Wednesday, November 18, 2015

No More Football, Guys

Why Can’t a Woman Be More Like a Man?
                                          Professor Higgins


(Disclaimer: This writer is married to a strong woman of Germanic descent who is not known to take any “guff” off him. I have been banned from commenting on the Bayly Blog. I am not a follower of Doug Wilson. I don't believe that electing a woman President would subject us to "the monstrous rule of women" though that might be the case with one most likely be President. As the term “patriarchy” is presently used, I am an opponent. However, sometimes enough is enough.)



Frustrated with Eliza, Professor Henry Higgins asked, “Why can’t a woman be more like a man?” Today that question is turned on its head. “Why can’t a man be more like a woman?” That question reflects the outlook not just of college departments of gender studies and nanny-state bureaucrats, but of some conservative evangelicals.


Last weekend I came across a link to a Blog by someone named Cicero Kirk titled Masculinity So Fragile. Kirk’s piece is ostensibly a exposure of the view of manhood taught by Doug Wilson and Christ Church of Moscow, Idaho.


Christ Church in Moscow, Idaho promotes the most faux form of masculinity I’ve ever witnessed. It’s a fragile form of masculinity that thrives on bluff and blunder while lacking any real substance. What they offer is a television form of masculinity.


There follows in the same paragraph this non sequitur:


Football first took a hold of America when the young men felt like they needed something to prove their worth in a world at peace. No matter how much you enjoy the sport, excelling at football is no judge of character and worth. This is why such an emphasis has been placed on showboating exercises in the Kirk like boxing and rugby.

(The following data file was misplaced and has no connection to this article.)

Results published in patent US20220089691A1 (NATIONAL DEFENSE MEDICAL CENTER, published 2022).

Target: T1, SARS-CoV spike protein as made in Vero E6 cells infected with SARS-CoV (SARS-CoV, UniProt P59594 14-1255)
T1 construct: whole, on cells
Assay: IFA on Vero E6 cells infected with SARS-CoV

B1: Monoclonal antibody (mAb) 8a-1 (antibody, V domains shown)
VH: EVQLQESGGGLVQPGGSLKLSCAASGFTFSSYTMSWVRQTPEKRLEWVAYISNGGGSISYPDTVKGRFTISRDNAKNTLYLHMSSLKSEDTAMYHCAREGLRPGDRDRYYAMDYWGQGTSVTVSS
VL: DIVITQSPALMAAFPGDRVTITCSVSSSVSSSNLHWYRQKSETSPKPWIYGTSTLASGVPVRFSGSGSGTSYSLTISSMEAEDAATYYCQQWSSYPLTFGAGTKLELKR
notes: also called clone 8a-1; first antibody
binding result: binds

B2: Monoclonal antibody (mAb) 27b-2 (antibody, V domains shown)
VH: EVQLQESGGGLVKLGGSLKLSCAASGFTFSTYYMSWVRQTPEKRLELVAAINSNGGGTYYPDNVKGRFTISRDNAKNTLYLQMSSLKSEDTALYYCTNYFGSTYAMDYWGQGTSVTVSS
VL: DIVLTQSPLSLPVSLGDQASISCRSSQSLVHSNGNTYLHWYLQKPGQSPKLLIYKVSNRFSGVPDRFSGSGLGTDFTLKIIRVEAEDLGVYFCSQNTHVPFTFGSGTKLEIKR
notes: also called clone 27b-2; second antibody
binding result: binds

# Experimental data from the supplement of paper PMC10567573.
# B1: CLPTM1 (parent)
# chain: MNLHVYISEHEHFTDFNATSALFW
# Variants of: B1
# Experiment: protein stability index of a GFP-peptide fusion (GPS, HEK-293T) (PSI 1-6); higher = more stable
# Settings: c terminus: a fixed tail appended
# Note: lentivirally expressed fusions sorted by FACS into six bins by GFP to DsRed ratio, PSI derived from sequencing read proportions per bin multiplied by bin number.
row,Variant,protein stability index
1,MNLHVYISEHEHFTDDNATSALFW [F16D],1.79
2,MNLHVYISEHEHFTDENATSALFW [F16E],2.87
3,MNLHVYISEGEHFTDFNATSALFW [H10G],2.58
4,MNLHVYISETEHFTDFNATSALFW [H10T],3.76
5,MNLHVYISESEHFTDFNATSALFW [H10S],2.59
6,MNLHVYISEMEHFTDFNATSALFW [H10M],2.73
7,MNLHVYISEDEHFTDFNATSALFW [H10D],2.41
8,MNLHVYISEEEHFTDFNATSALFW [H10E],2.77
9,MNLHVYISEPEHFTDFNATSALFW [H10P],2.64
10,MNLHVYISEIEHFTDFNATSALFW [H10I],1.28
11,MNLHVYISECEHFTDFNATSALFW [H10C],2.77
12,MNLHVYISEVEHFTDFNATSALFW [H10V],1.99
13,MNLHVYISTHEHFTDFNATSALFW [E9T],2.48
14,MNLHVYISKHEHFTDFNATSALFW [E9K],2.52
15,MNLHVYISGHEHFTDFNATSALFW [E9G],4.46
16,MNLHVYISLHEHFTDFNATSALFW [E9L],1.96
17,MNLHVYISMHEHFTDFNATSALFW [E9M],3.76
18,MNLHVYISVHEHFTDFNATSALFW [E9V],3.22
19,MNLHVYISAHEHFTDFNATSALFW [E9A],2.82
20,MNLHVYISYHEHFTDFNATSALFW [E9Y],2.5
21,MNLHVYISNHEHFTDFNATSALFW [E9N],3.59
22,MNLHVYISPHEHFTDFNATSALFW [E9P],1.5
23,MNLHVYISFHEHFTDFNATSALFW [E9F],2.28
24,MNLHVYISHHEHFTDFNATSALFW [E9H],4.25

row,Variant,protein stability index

Figure out this progression:

1. Doug Wilson and Christ Church promote faux masculinity, fragile masculinity, television masculinity.

2. American football emerged because, there being no wars to fight, men needed to prove their worth.


Comment: For quite a bit of human history
Knute Rockne
men have run with objects and tried to knock one another down on fields. From at least the time of the Greeks there have been games that involved advancing a ball. Europe of the Middle Ages had “mob football.” The English invented rugby. American football emerged from rugby. The first football game was played in 1869 between Rutgers and Princeton. Walter Camp is considered the father of modern football rules. And somehow the game became popular (when Cicero does not say) so that men could prove their worth.
No matter how much you like football football is no judge of character and worth.

The sentence, "No matter how much you enjoy the sport, excelling at football is no judge of character and worth," deserves to be entered in a contest for “the most convoluted sentence of 2015." I will venture a guess at the meaning: No matter how much you like
    football you need to understand that football 
prowess is no indication of the character or
worth of an individual.



3. Back to Wilson.



Apparently they like the “manly” sports in Moscow. And Cicero knows what it’s all about - blustering men learning to exercise male headship: